An archive of arts writing by Neil Cooper.
Effete No Obstacle.
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The Barony Bar, Edinburgh 4 stars
Site-specific maestros Grid Iron scored a major hit when they knitted
together three booze and sex soaked short stories by Charles Bukowski
in the company's local in 2009. Ben Harrison's equally pie-eyed
revival returns to the show's original venue before embarking on a
nationwide pub crawl of one-night stands. With Keith Fleming returning
as narrator and Bukowski's alter-ego Henry Chinaski and composer David
Paul Jones bashing out some woozy piano numbers in a customised Barony,
this remains a vivid and a sad-eyed evocation of life lived through the
bottom of a glass that's frequently smashed, spilt or both.
While Fleming replays his stumblebum routine from last time round with
aplomb, as with all of the Bukowski canon, it's the women who matter
most. Stepping into Gail Watson's tottery heels, Charlene Boyd adds a
more youthful frisson to proceedings, be it as self-destructive
loose-cannon Cass, the snarlingly ferocious Vicki, or Vivienne, the
posh girl epitome of literary groupiedom who gets a piece of one of the
old myth-maker's more magical-realist, if gynaecologically-inclined
Meat is everywhere in Harrison's production, be it the ripped-out liver
Henry lays down before his true love, the discarded bag of chickens
from his off-the-rails tryst with Margy and her fox fur, or the flesh
on flesh as Hank and Cass hold onto each other with increasing
desperation for life itself. Harrison's Scots-accented adaptation works
better with the pair's sparring than in the monologues, when the
original street-smart American rhythms can't help but take over. If
there are moments bordering on knockabout parody, they veer just the
right side of Bukowskian largesse in a rip-roaring study of wisdom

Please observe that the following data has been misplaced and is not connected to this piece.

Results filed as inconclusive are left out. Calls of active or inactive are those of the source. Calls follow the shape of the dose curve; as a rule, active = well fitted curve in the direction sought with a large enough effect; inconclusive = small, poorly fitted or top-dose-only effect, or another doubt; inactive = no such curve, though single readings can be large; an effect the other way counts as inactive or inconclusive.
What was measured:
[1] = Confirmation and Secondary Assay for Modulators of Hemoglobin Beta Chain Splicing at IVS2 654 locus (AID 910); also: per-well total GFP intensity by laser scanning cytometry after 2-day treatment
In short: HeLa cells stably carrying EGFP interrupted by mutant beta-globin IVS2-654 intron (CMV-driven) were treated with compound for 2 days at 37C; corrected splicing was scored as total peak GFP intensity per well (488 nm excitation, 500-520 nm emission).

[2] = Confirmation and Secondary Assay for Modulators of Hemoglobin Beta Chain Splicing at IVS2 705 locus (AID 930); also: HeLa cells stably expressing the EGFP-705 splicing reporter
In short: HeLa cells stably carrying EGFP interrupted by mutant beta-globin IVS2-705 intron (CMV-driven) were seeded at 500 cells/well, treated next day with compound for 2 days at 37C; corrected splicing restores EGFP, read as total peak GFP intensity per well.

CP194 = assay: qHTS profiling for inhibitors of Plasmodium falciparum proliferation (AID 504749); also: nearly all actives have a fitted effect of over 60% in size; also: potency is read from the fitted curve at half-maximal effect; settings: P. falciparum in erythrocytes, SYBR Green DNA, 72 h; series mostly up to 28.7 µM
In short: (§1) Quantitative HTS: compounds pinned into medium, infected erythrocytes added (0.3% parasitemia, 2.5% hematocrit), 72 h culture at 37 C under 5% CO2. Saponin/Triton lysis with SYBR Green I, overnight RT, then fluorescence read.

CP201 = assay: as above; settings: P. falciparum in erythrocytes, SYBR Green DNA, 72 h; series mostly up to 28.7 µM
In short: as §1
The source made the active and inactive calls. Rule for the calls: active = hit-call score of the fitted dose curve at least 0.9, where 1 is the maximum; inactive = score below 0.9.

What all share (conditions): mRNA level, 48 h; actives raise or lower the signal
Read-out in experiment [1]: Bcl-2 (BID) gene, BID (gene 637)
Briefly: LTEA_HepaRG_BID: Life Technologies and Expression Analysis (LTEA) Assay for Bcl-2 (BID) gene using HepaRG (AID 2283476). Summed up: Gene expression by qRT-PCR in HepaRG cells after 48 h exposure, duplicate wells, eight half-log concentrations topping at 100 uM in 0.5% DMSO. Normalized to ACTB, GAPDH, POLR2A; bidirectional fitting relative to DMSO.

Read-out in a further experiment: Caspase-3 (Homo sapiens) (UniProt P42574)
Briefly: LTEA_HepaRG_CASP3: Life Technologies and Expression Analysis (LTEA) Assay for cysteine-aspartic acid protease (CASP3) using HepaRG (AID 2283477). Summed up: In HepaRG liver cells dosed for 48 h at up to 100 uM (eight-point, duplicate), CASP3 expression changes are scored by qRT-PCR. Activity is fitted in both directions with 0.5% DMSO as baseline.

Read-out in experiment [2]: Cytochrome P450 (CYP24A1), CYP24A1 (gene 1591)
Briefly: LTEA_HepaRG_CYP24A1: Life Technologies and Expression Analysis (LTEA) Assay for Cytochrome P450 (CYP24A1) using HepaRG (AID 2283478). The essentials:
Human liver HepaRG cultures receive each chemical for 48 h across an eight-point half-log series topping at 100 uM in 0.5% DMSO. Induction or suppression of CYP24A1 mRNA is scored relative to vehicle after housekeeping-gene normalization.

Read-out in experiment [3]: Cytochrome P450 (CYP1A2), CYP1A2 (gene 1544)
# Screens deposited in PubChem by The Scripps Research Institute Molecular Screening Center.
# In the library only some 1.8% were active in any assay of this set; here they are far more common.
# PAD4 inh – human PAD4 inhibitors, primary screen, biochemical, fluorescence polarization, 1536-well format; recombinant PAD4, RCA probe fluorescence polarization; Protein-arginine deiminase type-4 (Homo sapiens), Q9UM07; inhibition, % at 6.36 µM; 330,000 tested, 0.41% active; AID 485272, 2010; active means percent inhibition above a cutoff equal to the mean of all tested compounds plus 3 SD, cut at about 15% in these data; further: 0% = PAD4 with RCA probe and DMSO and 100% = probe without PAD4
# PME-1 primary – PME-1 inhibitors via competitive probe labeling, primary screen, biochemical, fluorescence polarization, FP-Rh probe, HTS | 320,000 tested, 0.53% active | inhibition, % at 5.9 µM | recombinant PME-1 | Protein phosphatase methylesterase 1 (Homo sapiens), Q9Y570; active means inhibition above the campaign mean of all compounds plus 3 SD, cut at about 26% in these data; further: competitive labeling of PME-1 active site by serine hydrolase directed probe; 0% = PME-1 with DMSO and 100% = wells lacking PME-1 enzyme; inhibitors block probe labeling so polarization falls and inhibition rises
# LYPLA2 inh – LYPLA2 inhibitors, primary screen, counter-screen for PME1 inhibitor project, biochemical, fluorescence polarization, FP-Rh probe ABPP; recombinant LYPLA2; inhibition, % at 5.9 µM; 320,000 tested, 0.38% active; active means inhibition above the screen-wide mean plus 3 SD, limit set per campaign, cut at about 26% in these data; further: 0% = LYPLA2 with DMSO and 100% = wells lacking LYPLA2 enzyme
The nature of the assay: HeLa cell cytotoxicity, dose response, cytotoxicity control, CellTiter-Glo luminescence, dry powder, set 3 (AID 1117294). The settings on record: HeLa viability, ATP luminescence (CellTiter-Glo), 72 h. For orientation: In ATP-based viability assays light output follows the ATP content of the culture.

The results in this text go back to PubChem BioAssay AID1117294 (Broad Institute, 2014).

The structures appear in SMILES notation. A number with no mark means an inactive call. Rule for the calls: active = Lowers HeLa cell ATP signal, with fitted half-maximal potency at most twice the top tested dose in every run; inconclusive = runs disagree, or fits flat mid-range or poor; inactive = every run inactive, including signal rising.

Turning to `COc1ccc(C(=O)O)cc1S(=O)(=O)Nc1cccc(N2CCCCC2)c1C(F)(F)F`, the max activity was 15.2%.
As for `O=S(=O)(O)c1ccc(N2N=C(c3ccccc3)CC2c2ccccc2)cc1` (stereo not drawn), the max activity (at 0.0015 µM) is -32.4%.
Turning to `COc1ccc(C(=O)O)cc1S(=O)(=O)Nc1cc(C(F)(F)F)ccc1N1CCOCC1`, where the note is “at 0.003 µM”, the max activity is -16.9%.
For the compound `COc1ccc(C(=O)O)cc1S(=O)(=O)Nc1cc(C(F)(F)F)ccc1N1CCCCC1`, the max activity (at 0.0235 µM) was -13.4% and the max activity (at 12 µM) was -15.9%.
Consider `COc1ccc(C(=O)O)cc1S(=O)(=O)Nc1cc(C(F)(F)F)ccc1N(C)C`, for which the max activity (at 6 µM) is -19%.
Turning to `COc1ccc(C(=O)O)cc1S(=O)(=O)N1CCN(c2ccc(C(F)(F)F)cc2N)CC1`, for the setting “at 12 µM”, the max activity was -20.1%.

In a monumental shipping container down
by Leith Docks, a Sex Pistols tribute band is playing Anarchy in
the U.K.. on a stage set up in the middle of the room. Either
side, various constructions have been built in such a way so viewers
can window shop as they promenade from one end of the room to the
next, with the holy grail of a bar at either end.
Inbetween, there’s a confession booth
and a mock-up of a private detective’s office with assorted
documentation of real-life surveillance pinned to the walls. Two
people seem to be having a conversation in public as if they're on a
chat show. An assault course of smashed windows are perched on the
floor like collateral damage of post-chucking out time target
practice. A display of distinctively lettered signs originally
created by a homeless man in search of a bed for the night are
clumped together on placards that seem to be marking out territory or
else finding comfort in being together. Opp…
A sense of place is everything in
Scot:Lands. Half the experience of Edinburgh's Hogmanay's now annual
tour of the country's diverse array of cultures seen over nine
bespoke stages in one global village is the physical journey itself.
Scot:Lands too is about how that sense of place interacts with the
people who are inspired inspired by that place.
So it was in
Nether:Land, where you could see the day in at the Scottish
Storytelling Centre with a mixed bag of traditional storytellers and
contemporary performance poets such as Jenny Lindsay. The queues
beside the Centre's cafe were further enlivened by the gentlest of
ceilidhs was ushered in by Mairi Campbell and her band.
Wig:Land, the grandiloquence of the little seen Signet Library in
Parliament Square was transformed into a mini version of the Wigtown
Book Festival. While upstairs provided a pop-up performance space
where writers including Jessica Fox and Debi Gliori read eithe…
In the dead of night, the audience are
split in two and led under-cover into lamp-lit tented structures.
Inside, what look like peasant women on the run lead us down a ramp
and into a large circular pod. It feels part cathedral, part
space-ship, and to come blinking into the light of such a fantastical
structure after stumbling in the dark disorientates and overwhelms.
Sat around the pod as if awaiting prayers to begin, we watch as
performers Nerea Bello and Judith Williams incant mournfully on
either side of the room. Their keening chorales embark on a voyage of
their own, twisting around each other by way of the international
language of singing. As if in sympathy, the walls wail and whisper,
before starting to move as those on either side of the pod are left
stranded, a gulf between them.
This international co-commission
between Glasgow Life and the Merchant City Festival, Sydney Harbour
Foreshaw Authority in Australia and Urbane Kienste …